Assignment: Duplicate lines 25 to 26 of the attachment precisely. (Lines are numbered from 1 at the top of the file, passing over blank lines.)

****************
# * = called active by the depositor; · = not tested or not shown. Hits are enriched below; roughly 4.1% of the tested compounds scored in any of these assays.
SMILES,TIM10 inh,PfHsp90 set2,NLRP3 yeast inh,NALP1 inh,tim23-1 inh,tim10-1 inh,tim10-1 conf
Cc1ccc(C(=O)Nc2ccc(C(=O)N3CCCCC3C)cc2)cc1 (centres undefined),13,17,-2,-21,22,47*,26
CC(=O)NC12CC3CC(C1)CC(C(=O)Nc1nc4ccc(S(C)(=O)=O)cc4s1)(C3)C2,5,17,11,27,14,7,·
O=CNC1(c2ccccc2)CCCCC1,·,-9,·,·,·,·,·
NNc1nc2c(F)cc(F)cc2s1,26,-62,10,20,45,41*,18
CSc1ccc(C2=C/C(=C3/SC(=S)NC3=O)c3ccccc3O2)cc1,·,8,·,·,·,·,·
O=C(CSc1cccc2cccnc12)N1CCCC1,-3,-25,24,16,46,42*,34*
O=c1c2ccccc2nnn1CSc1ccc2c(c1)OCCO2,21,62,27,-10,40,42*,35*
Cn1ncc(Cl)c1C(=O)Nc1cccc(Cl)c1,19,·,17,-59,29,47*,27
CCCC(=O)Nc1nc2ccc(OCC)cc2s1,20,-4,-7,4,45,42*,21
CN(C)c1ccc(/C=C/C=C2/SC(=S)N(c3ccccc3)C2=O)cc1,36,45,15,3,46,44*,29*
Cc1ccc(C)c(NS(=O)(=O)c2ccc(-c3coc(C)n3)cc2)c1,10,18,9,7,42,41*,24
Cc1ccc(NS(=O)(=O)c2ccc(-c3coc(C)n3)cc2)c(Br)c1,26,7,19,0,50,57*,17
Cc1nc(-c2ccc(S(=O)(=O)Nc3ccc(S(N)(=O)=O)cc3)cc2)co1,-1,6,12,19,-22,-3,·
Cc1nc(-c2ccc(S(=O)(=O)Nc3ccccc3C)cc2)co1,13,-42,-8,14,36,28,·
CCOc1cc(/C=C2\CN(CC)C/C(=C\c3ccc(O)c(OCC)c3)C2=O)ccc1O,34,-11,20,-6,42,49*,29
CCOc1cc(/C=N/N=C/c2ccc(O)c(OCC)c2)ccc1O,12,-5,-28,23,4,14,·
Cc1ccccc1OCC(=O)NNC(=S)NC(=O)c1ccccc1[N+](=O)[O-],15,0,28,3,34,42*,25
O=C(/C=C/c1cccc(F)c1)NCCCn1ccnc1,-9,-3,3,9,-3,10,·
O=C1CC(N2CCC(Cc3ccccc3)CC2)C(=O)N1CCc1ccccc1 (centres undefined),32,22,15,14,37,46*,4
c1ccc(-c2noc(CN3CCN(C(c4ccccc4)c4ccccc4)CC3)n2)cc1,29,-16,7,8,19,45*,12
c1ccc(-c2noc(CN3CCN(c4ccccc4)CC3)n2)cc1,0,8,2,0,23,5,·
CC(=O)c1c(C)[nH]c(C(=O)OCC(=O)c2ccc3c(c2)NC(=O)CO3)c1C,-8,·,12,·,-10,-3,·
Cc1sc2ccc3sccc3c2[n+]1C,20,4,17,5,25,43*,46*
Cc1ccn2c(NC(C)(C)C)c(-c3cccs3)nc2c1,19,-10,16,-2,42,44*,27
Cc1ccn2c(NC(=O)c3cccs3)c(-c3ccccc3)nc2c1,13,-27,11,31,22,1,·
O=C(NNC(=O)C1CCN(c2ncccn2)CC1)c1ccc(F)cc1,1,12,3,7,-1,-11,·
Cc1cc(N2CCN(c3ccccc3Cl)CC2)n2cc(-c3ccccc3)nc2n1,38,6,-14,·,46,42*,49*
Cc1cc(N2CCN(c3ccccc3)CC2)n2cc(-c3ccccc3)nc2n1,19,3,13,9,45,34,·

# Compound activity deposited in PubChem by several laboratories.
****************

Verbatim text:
Cc1sc2ccc3sccc3c2[n+]1C,20,4,17,5,25,43*,46*
Cc1ccn2c(NC(C)(C)C)c(-c3cccs3)nc2c1,19,-10,16,-2,42,44*,27